Eddie: One of my highlights was a day where I had the most fun. I laid in a field of flowers, then decorated my beard with them for fun. Ran with a tire, found on the side of the road. And took pictures hanging out in an old discarded rocking chair, with Core Team Runner, Newton Baker.

Eddie in a found rocking chair Lying on Clover Flower Beard

11. What were your lowlights??
Eddie: My biggest “lowlight” was day 5.  I was hurting beyond belief this day. My knee felt destroyed, I had a terrible shin splint, and my achilles was inflamed.  That was an extremely difficult day physically and mentally. I finished in my slowest time of 7 hours: 33minutes. There were sleepless nights where I would toss and turn trying to force myself to sleep, to no avail, the pain was so bad.

12. What moment stands out the most in your mind?
Eddie: Running the 22nd and last marathon in a personal best time of 4:13, with Bryce Carlson, then continuing the last 4.7 miles to the Louisiana border, to find my dad there waiting for me. That was a feeling I can scarcely explain. An enormous feeling of accomplishment, success, pride, happiness, and bittersweet relief, all wrapped into one.

Eddie and his dad atthe finish

13. What was the craziest thing you experienced on this journey?
Eddie:
I’d say the craziest thing I experienced was day 1. It was cold, windy, it rained, hailed, and even snowed all in the same day. What an insane way to start your first day across Texas!

14. What are you bringing home from this event? What have you learned about yourself, your abilities??
Eddie:  I’ve learned that pain is temporary. It may last for a minute, an hour, or a day. Or even a year, but eventually it will subside and something else will take its place. I told myself every day, if I could do this, I could do anything. And I did it.  Now I know nothing is impossible.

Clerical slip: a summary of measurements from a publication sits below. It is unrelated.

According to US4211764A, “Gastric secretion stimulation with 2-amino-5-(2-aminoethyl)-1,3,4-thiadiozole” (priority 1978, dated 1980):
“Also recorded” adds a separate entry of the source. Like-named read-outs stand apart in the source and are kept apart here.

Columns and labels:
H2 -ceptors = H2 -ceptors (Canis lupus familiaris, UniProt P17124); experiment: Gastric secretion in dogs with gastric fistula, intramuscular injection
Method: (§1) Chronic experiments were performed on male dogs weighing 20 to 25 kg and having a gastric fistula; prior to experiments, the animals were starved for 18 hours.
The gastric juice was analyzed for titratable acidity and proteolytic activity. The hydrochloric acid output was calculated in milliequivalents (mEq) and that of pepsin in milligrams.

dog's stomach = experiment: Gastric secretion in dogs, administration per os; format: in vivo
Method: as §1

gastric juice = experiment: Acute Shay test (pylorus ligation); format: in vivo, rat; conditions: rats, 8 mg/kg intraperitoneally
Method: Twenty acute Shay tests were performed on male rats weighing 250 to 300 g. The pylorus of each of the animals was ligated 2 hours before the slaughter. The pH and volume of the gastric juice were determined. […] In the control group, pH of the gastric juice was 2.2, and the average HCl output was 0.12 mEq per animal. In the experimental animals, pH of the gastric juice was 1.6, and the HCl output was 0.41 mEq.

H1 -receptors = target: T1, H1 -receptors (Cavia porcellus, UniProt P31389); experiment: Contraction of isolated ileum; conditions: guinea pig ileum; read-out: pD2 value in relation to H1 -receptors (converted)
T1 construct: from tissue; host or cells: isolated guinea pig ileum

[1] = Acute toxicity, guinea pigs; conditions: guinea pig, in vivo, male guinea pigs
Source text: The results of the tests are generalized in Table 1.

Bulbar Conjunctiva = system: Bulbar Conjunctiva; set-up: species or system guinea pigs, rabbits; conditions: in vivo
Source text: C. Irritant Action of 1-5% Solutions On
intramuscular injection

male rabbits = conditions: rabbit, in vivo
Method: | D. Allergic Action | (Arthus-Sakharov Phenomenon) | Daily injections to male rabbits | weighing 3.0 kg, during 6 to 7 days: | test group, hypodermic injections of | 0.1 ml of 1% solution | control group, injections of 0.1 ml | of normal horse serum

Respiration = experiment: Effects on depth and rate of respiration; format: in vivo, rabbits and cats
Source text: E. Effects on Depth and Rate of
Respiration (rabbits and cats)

15. Besides yourself, is there anyone else or any persons who helped you accomplish this feat?
Eddie:  Everyone who cheered me on, throughout my journey. Ruben Cantu’s family for taking care of me and helping me. My friends, my family. I in no way accomplished any of this on my own.

16. Would you do it again if you were asked?
Eddie:  Given the opportunity, I would run across again in a heartbeat. There is nothing else like it.

17. How did it feel to finish?
Eddie:  After pushing so hard to finish the 30 miles to the border on the last day, to cross the finish line, and see and hug my dad was an indescribable feeling. One can only understand, if they had been out on the road with us.

18. So what’s next for you?
Eddie:  I’ve got some pretty big plans for this year. I’m preparing now for a self supported 48 hour Run/Bike event. Then later on in the year I plan to cross Texas once more, but on bike.

Eddie, please fill in the blanks for us:

  • My preference of running gear is: Any comfortable buff and Brooks running shoes.
  • The craziest thing that happened to me on or at an event was: I have almost drowned and almost fell into an active volcano during a Survival Run. Fun stuff.
  • When I bonk, I find I usually end up like a zombie until I can replenish my salts, electrolytes, and water.
  • My race nutrition of choice is dependent on the distance I’m running, but I’m always a fan snickers, twix, and pizza with some Amino Rush, from VPX Sports to drink.
  • On my bucket list is to run across all 50 states.
  • The one thing you might not know about me is I have an addiction to fine hats.

Eddie's Fine Hat

Jamie Boyle
Author

Jamie Boyle